Viracocha: The Great Creator God of the Incas
Considered the supreme creator god of the Incas, Viracocha (also known as Huiracocha, Wiraqocha, and Wiro Qocha), was revered as the patriarch god in pre-Inca Peru and Incan pantheism. His name was so sacred that it was rarely spoken aloud; instead replaced with others, including Ilya (light), Ticci (beginning) and Wiraqocha Pacayacaciq (instructor).
This reverence is similar to other religious traditions, including Judaism, in which God’s name is rarely uttered, and instead replaced with words such as Adonai, Hashem, or Yahweh. Viracocha is part of the rich multicultural and multireligious lineage and cosmology of creation myth gods, from Allah to Pangu, to Shiva. A brief sampling of creation myth texts reveal a similarity:
“In the beginning, God created the heavens and the Earth. Now the Earth was formless and empty, darkness was over the surface of the deep, and the Spirit of God was hovering over the waters.” (Genesis 1:1)
“When heaven and Earth began, three deities came into being, The Spirit Master of the Center of Heaven, The August Wondrously Producing Spirit, and the Divine Wondrously Producing Ancestor. These three were invisible. The Earth was young then, and land floated like oil, and from it, reed shoots sprouted.” (Kojiki, the Japanese “Record of Ancient Things”)
“In the beginning, there was Chaos, the abyss. Out of it first emerged Gaia, the Earth, which is the foundation of all. Next came Tartaros, the depth in the Earth where condemned dead souls to go to their punishment, and Eros, the love that overwhelms bodies and minds, and Erebos, the darkness, and Nyx, the night. Erebos and Nyx made love and from their union came Aether, the air, and Hemera, the day.” (“Gaia,” Theogony)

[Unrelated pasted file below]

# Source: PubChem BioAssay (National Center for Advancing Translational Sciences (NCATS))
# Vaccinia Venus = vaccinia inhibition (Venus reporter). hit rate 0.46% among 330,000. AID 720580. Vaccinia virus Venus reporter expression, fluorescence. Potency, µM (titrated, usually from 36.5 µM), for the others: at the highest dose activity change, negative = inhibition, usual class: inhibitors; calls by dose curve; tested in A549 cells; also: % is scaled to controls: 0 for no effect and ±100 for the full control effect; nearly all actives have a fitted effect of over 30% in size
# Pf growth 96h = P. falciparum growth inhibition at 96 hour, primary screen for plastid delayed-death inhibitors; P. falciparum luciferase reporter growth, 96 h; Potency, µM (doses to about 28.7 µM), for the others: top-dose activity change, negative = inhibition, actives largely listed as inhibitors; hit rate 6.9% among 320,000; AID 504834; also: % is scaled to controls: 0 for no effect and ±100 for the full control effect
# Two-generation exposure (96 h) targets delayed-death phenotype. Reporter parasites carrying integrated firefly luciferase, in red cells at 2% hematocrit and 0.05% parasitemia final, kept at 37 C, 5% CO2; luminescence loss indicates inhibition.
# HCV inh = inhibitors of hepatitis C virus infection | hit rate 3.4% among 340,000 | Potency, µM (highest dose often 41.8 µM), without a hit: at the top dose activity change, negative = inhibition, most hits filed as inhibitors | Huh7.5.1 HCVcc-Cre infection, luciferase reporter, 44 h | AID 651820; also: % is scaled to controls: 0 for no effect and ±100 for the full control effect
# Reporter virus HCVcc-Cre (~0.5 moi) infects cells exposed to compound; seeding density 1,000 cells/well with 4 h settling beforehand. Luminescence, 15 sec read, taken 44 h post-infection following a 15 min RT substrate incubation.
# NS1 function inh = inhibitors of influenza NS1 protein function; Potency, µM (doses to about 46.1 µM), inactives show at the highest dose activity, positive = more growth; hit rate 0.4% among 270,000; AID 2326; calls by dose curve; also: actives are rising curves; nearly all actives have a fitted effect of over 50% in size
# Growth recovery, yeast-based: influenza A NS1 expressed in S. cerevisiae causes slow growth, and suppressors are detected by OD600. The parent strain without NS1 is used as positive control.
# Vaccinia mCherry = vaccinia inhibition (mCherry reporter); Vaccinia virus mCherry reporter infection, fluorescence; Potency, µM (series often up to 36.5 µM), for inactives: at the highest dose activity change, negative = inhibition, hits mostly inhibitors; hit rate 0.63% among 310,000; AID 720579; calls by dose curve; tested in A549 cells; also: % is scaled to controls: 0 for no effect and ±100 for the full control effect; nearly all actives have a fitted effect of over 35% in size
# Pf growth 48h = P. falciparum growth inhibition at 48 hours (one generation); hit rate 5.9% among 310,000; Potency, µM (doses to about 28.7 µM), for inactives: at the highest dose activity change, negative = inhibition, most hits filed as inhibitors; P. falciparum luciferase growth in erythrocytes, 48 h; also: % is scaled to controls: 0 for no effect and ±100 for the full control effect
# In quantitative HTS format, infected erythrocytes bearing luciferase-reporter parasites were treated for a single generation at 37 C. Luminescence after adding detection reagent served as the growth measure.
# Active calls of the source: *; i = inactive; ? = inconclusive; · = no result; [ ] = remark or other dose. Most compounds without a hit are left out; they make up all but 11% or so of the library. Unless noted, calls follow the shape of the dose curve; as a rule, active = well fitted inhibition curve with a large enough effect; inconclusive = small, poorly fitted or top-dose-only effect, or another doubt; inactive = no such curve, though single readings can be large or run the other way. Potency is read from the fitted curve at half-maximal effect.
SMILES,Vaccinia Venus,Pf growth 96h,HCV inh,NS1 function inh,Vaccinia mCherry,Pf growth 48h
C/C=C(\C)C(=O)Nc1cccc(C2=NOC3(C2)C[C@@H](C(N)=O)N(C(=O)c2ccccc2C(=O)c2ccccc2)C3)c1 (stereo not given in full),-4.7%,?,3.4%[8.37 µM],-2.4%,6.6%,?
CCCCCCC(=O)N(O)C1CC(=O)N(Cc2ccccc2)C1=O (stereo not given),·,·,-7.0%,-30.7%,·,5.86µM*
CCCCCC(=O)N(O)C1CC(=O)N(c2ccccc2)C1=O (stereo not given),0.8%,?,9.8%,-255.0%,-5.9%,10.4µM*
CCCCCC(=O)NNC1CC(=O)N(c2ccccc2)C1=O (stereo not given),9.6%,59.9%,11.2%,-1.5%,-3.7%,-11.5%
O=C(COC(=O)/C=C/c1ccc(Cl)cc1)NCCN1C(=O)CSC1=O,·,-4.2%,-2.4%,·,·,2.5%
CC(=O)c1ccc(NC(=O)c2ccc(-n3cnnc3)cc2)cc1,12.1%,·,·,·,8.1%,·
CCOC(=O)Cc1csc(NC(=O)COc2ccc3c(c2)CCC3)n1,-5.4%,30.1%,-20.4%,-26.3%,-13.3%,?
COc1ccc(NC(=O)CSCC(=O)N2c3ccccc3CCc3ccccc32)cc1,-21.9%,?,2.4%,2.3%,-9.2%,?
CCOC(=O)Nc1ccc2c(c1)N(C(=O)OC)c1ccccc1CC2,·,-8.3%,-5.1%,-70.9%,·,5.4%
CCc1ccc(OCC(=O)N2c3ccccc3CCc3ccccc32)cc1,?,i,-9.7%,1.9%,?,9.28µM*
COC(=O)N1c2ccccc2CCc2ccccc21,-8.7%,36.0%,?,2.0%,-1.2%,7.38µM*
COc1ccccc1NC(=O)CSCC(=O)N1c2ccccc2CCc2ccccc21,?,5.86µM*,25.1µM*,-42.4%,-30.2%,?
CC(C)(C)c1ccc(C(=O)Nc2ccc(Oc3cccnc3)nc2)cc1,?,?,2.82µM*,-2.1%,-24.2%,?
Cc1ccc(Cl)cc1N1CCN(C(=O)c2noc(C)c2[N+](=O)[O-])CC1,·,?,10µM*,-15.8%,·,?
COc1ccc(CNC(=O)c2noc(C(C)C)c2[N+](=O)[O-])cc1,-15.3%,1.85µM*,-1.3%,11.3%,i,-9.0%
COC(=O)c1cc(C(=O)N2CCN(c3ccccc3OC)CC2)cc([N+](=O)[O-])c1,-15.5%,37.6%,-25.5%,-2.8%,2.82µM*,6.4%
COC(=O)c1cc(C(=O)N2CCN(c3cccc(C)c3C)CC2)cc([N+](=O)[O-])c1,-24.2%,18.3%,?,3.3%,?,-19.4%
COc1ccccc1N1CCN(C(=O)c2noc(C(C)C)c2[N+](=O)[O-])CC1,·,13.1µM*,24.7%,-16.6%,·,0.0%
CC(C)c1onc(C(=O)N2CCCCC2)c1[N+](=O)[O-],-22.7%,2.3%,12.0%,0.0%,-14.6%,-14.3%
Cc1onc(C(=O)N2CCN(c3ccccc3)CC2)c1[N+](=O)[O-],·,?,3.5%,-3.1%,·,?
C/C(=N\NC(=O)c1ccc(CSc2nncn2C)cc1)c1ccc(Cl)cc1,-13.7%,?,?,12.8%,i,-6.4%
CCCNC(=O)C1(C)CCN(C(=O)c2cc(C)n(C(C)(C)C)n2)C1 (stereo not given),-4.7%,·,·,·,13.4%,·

These texts, as well as most creation myths (regardless of origin), are centered on the common idea of a powerful deity or deities creating what we understand to be life and all its many aspects. Legendary Viracocha, the God of Creation of ancient South American cultures, and a symbol of human’s capacity to create destroy, and rebuild, and is firmly rooted in creation mythology themes.
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THE LEGEND OF VIRACOCHA
Legend tells us that a primordial Viracocha emerged out Lake Titicaca, one of the most beautiful and spiritually bodies of water in the world and located next to Tiwanaku, the epicenter of ancient pre-Hispanic South American culture, believed location of spiritual secrets found in the Andes. Viracocha is intimately connected with the ocean and all water and with the creation of two races of people; a race of giants who were eventually destroyed by their creator, with some being turned into enormous stones believed to still be present at Tiwanaku.
He re-emerged from Lake Titicaca to create the race most associated with humans as we understand them today. Satisfied with his efforts, Viracocha embarked on an odyssey to spread his form of gospel — civilization, from the arts to agriculture, to language, the aspects of humanity that are shared across cultures and beliefs.
While written language was not part of the Incan culture, the rich oral and non-linguistic modes of record-keeping sustained the mythology surrounding Viracocha as the supreme creator of all things. Now much-visited ruins, the distinct structures, and monoliths, including the architecturally stunning Gateway of the Sun, are testimony to the powerful civilization that reached its peak between 500-900 AD, and which deeply influenced the Incan culture.
THE INCAS AND CIVILIZATION
The Incas were a powerful culture in South America from 1500-1550, known a the Spanish “Age of Conquest.” Rich in culture and complex in its systems, the Inca empire expanded from what is now known as modern-day Colombia to Chile.